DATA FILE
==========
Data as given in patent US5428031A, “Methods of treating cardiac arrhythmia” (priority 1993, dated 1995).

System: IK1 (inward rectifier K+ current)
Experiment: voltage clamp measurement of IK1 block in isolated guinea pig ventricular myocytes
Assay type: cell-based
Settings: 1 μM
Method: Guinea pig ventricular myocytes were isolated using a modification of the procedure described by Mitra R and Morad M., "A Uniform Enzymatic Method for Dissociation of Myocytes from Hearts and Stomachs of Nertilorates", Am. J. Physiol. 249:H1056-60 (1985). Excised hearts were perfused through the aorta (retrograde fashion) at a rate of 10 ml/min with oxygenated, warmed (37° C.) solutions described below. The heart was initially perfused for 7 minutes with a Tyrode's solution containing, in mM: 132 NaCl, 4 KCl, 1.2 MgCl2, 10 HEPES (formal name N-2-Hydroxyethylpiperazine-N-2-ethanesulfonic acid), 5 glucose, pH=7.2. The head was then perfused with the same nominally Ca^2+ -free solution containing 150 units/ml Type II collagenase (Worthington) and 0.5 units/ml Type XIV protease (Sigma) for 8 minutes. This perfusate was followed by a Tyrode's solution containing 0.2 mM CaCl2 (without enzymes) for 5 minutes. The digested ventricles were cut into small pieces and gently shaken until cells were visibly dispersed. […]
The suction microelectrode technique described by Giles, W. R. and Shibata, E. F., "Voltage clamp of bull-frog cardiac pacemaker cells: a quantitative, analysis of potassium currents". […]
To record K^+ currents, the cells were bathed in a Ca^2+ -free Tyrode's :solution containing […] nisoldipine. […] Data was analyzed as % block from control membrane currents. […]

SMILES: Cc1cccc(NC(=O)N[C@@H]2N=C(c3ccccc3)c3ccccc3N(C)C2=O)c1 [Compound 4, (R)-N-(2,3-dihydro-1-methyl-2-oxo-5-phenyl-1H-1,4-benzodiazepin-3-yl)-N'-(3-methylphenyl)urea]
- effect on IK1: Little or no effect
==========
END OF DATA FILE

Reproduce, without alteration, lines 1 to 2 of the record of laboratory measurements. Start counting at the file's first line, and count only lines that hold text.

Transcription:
Data as given in patent US5428031A, “Methods of treating cardiac arrhythmia” (priority 1993, dated 1995).

System: IK1 (inward rectifier K+ current)